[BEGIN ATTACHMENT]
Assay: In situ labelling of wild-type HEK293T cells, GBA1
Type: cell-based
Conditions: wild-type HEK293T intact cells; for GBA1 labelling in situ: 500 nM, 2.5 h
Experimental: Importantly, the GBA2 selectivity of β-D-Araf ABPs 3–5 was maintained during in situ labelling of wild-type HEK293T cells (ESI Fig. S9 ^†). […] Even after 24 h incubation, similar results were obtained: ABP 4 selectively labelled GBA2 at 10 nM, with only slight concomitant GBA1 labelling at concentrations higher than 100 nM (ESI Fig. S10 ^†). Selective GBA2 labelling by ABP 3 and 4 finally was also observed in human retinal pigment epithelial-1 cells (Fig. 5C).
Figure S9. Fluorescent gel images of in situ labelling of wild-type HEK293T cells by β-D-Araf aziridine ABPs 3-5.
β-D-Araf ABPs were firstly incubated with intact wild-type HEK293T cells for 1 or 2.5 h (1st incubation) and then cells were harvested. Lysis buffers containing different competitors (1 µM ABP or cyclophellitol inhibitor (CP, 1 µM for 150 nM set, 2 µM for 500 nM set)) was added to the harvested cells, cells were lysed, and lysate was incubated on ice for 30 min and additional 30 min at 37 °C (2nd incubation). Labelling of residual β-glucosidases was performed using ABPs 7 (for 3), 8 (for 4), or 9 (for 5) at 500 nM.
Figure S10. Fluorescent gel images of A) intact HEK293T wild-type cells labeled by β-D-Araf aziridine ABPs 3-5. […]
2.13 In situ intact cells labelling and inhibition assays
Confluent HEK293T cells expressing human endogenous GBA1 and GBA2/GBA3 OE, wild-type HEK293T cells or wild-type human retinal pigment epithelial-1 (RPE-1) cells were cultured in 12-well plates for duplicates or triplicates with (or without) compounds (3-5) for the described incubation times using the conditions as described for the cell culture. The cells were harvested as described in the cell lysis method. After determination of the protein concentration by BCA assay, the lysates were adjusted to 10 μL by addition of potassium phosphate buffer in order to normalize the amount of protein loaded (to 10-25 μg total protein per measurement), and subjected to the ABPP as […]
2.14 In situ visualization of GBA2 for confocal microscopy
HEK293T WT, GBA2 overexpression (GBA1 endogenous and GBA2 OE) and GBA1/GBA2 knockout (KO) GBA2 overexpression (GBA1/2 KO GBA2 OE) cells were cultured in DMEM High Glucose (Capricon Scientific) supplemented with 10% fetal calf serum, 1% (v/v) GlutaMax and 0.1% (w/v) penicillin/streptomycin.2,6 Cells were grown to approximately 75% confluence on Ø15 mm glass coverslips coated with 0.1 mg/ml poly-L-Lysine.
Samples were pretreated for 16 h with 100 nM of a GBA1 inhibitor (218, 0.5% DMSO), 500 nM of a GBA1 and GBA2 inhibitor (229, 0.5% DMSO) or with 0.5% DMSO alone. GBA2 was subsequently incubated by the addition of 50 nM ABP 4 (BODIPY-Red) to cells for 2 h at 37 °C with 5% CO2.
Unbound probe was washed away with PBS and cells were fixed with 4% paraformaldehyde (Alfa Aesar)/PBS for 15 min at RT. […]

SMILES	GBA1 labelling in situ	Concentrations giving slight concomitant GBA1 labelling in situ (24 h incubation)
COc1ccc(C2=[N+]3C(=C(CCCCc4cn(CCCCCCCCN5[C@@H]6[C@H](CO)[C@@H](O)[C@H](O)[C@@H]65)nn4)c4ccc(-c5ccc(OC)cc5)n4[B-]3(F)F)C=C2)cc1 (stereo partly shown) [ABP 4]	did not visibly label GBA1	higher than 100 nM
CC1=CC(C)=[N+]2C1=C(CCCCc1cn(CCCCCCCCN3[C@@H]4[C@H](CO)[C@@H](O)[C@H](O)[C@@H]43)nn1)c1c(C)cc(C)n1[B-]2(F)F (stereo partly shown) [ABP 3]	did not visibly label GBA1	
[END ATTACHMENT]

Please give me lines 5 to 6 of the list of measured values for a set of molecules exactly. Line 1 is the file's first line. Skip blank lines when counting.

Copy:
Figure S9. Fluorescent gel images of in situ labelling of wild-type HEK293T cells by β-D-Araf aziridine ABPs 3-5.
β-D-Araf ABPs were firstly incubated with intact wild-type HEK293T cells for 1 or 2.5 h (1st incubation) and then cells were harvested. Lysis buffers containing different competitors (1 µM ABP or cyclophellitol inhibitor (CP, 1 µM for 150 nM set, 2 µM for 500 nM set)) was added to the harvested cells, cells were lysed, and lysate was incubated on ice for 30 min and additional 30 min at 37 °C (2nd incubation). Labelling of residual β-glucosidases was performed using ABPs 7 (for 3), 8 (for 4), or 9 (for 5) at 500 nM.